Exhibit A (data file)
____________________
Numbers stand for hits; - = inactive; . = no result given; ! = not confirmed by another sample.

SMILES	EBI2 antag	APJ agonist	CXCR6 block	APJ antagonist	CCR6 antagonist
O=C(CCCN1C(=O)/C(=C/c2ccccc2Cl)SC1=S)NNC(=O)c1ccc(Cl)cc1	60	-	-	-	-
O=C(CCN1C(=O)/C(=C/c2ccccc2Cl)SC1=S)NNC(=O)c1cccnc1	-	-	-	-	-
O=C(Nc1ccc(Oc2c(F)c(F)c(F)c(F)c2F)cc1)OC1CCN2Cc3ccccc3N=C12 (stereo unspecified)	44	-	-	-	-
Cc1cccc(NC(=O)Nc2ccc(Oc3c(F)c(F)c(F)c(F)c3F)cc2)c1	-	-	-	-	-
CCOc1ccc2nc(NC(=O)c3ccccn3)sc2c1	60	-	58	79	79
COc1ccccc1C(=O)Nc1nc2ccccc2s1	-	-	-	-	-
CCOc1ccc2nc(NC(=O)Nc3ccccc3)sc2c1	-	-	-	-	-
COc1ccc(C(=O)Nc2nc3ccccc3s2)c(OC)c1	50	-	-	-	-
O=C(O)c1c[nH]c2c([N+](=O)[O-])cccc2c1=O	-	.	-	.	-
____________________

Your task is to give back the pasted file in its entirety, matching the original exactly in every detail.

Numbers stand for hits; - = inactive; . = no result given; ! = not confirmed by another sample.

SMILES	EBI2 antag	APJ agonist	CXCR6 block	APJ antagonist	CCR6 antagonist
O=C(CCCN1C(=O)/C(=C/c2ccccc2Cl)SC1=S)NNC(=O)c1ccc(Cl)cc1	60	-	-	-	-
O=C(CCN1C(=O)/C(=C/c2ccccc2Cl)SC1=S)NNC(=O)c1cccnc1	-	-	-	-	-
O=C(Nc1ccc(Oc2c(F)c(F)c(F)c(F)c2F)cc1)OC1CCN2Cc3ccccc3N=C12 (stereo unspecified)	44	-	-	-	-
Cc1cccc(NC(=O)Nc2ccc(Oc3c(F)c(F)c(F)c(F)c3F)cc2)c1	-	-	-	-	-
CCOc1ccc2nc(NC(=O)c3ccccn3)sc2c1	60	-	58	79	79
COc1ccccc1C(=O)Nc1nc2ccccc2s1	-	-	-	-	-
CCOc1ccc2nc(NC(=O)Nc3ccccc3)sc2c1	-	-	-	-	-
COc1ccc(C(=O)Nc2nc3ccccc3s2)c(OC)c1	50	-	-	-	-
O=C(O)c1c[nH]c2c([N+](=O)[O-])cccc2c1=O	-	.	-	.	-